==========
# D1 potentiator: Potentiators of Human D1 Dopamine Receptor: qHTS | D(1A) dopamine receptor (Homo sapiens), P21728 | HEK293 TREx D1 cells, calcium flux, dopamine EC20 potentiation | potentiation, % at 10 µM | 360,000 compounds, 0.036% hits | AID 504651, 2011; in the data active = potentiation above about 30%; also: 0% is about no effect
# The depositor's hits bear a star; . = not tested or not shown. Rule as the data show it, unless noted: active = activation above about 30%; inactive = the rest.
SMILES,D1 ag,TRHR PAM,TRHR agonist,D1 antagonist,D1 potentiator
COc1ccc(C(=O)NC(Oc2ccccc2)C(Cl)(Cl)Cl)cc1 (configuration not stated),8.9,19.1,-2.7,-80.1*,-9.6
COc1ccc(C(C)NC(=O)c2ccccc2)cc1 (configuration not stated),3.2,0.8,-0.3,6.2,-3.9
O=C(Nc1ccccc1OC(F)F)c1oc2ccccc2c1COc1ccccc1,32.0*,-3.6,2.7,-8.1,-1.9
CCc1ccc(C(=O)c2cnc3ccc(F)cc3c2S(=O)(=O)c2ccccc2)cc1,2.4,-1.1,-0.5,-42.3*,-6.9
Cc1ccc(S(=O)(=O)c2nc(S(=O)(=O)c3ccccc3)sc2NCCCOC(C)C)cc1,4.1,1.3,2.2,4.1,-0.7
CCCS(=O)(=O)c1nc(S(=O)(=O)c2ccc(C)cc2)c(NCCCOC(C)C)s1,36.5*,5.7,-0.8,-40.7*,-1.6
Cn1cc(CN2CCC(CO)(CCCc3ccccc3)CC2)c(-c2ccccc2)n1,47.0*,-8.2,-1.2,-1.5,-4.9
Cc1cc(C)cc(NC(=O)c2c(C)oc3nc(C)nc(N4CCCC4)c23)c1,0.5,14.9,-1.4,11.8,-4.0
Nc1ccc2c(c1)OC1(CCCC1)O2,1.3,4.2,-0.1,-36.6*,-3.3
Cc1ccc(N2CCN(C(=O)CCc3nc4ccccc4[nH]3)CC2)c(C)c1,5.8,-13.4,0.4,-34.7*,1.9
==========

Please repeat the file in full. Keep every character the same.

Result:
# D1 potentiator: Potentiators of Human D1 Dopamine Receptor: qHTS | D(1A) dopamine receptor (Homo sapiens), P21728 | HEK293 TREx D1 cells, calcium flux, dopamine EC20 potentiation | potentiation, % at 10 µM | 360,000 compounds, 0.036% hits | AID 504651, 2011; in the data active = potentiation above about 30%; also: 0% is about no effect
# The depositor's hits bear a star; . = not tested or not shown. Rule as the data show it, unless noted: active = activation above about 30%; inactive = the rest.
SMILES,D1 ag,TRHR PAM,TRHR agonist,D1 antagonist,D1 potentiator
COc1ccc(C(=O)NC(Oc2ccccc2)C(Cl)(Cl)Cl)cc1 (configuration not stated),8.9,19.1,-2.7,-80.1*,-9.6
COc1ccc(C(C)NC(=O)c2ccccc2)cc1 (configuration not stated),3.2,0.8,-0.3,6.2,-3.9
O=C(Nc1ccccc1OC(F)F)c1oc2ccccc2c1COc1ccccc1,32.0*,-3.6,2.7,-8.1,-1.9
CCc1ccc(C(=O)c2cnc3ccc(F)cc3c2S(=O)(=O)c2ccccc2)cc1,2.4,-1.1,-0.5,-42.3*,-6.9
Cc1ccc(S(=O)(=O)c2nc(S(=O)(=O)c3ccccc3)sc2NCCCOC(C)C)cc1,4.1,1.3,2.2,4.1,-0.7
CCCS(=O)(=O)c1nc(S(=O)(=O)c2ccc(C)cc2)c(NCCCOC(C)C)s1,36.5*,5.7,-0.8,-40.7*,-1.6
Cn1cc(CN2CCC(CO)(CCCc3ccccc3)CC2)c(-c2ccccc2)n1,47.0*,-8.2,-1.2,-1.5,-4.9
Cc1cc(C)cc(NC(=O)c2c(C)oc3nc(C)nc(N4CCCC4)c23)c1,0.5,14.9,-1.4,11.8,-4.0
Nc1ccc2c(c1)OC1(CCCC1)O2,1.3,4.2,-0.1,-36.6*,-3.3
Cc1ccc(N2CCN(C(=O)CCc3nc4ccccc4[nH]3)CC2)c(C)c1,5.8,-13.4,0.4,-34.7*,1.9